JAPAN’S Toshiba is considering taking over a venture to build up to three nuclear reactors at Wylfa in Anglesey. The firm may team up with France’s GDF Suez to invest around £1 billion in the venture, which is called Horizon and was put up for sale by two German utilities last week. Toshiba owns Westinghouse, the reactor designer that was formerly owned by the UK government. GDF is a giant French utility with ambitions to take part in the UK’s new nuclear age. The Japanese powerhouse is also interested in investing in Oldbury, Gloucestershire, the other site owned by Horizon. This could mean it is involved in the construction of up to six new reactors to Westinghouse’s AP1000 design. A source said: “This could work out very well for Toshiba.” Any GDF decision on Wylfa may be influenced by its involvement in another nuclear consortium with Spain’s Iberdrola, called NuGen. It has plans to develop a power station at Sellafield on the Cumbrian coast. Yesterday GDF said it was focused on its Cumbria plan and did not comment on other consortia. It is understood that America’s General Electric and Japan’s Hitachi are also interested in Wylfa. Previously, there had been concerns that the UK’s new reactors would be dominated by French utilities building to a French design.
Power Engineering 1st Apr 2012 more >>
EDF Energy, the largest nuclear producer in the UK, stopped its 620-megawatt (MW) Hartlepool reactor 1 on Sunday, after restarting three other units on Saturday, the company said. “R1 at Hartlepool Power Station came offline at 15:39 British time on Sunday,” a spokeswoman said. EDF Energy restarted its Heysham 2-7, Hartlepool 2 and Dungeness B21 reactors on Saturday, which have a combined installed capacity of 1,830 MW.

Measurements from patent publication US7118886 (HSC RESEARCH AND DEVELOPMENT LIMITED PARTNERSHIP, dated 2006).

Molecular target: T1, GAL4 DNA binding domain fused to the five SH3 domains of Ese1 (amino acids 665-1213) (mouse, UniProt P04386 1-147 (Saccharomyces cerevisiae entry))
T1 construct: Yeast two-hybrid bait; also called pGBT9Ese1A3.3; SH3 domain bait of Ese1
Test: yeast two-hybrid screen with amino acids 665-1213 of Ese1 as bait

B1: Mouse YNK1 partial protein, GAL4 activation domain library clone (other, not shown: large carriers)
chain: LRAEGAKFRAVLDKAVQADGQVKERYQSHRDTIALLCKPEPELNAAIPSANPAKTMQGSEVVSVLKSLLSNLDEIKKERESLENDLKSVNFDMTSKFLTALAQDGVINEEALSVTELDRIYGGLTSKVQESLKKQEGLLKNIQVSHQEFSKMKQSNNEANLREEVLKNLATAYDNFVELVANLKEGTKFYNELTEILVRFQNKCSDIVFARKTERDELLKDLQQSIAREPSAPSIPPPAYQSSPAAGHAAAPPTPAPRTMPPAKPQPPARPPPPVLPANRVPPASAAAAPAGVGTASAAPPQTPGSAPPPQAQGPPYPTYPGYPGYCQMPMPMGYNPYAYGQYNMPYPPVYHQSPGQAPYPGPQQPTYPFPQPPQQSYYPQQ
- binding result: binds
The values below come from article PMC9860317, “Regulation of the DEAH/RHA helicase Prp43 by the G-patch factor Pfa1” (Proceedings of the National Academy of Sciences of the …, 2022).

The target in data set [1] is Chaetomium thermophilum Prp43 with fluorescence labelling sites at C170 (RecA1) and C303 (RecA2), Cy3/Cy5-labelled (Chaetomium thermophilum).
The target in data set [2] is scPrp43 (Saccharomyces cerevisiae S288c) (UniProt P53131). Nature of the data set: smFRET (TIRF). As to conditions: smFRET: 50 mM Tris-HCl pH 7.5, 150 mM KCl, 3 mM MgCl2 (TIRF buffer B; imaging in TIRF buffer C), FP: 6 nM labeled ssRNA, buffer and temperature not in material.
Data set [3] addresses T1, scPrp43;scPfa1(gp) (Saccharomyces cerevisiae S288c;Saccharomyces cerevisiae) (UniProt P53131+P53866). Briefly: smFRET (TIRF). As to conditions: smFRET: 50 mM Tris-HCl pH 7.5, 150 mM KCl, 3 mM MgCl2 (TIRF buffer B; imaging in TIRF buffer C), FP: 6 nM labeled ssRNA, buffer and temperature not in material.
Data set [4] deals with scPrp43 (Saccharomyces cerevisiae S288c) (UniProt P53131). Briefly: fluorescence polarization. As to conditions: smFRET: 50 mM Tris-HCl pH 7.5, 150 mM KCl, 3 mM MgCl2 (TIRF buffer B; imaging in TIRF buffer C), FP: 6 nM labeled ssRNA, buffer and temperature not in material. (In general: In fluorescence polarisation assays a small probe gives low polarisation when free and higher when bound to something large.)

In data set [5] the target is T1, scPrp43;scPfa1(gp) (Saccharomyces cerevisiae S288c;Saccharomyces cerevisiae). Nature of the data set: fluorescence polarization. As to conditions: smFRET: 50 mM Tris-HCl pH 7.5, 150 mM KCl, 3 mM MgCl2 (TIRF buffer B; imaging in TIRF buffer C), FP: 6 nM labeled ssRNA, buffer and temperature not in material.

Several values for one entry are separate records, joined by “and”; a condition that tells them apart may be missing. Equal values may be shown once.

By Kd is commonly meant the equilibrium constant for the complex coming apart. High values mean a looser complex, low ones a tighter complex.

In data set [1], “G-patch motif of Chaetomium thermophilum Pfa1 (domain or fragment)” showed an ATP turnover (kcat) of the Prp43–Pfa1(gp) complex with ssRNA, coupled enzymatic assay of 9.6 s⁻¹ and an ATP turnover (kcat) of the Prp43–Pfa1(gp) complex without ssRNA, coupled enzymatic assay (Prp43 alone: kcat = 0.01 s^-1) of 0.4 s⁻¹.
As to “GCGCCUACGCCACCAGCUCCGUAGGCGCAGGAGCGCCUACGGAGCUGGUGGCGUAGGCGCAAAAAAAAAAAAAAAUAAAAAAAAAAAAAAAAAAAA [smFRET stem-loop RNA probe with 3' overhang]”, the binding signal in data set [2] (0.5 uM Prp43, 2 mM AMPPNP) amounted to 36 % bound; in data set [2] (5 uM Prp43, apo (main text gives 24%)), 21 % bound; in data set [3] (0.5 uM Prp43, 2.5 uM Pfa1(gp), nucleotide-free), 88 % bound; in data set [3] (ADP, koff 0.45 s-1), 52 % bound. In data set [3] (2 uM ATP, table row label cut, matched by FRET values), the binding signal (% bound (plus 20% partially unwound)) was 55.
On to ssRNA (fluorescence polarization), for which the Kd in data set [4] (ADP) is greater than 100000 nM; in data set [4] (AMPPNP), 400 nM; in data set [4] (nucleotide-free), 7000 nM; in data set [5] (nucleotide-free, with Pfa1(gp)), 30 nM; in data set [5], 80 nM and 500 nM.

Reuters 2nd Apr 2012 more >>
One fact largely overlooked was that nine German NPPs will still be operating for up to a decade. With 10 other German NPPS now offline, the nine still operating mean that Berlin has only halved its chances of a Fukushima Daiichi type disaster, not ended it. So, how prepared are German authorities to deal with an incident of Fukushimas magnitude? Not much, apparently.
Oil Price 2nd Apr 2012 more >>
Much of Japan’s Pacific coast would be inundated by a tsunami more than 34 metres (112 feet) high if an offshore earthquake as powerful as last year’s occurred, according to a government panel of experts. They report that a wave of such height could result from any tsunami unleashed by a magnitude-9.0 earthquake in the Nankai trough, which runs east of Japan’s main island of Honshu to the southern island of Kyushu. An earlier forecast in 2003 put the potential maximum height of such a tsunami at less than 20 metres (66 feet). The latest forecast shows a tsunami of up to 21 metres (69 feet) could strike near the Hamaoka nuclear plant on the south-eastern coast. Its operator, Chubu Electric Power Co, is building an 18-metre (59-foot) high sea wall to counter tsunamis. The wall is due to be completed next year.
Guardian 1st Apr 2012 more >>
Scottish independence would have ‘profound ramifications for UK’s nuclear deterent and for US-UK relations’ says American think-tank.
STV 1st Apr 2012 more >>
Press & Journal 2nd Apr 2012 more >>
Caroline Flint: Unless we address people’s concerns about prices, jobs and security, and show that cutting our emissions and tackling climate change will leave them and their families better off, the same old voices will carry on peddling the same old rubbish about the transition to a low-carbon economy being a burden on bill-payers and a threat to jobs and growth. In the end, if we’re serious about building public support for tackling climate change in the UK, it has to be about bills, not bears.
Guardian 2nd Apr 2012 more >>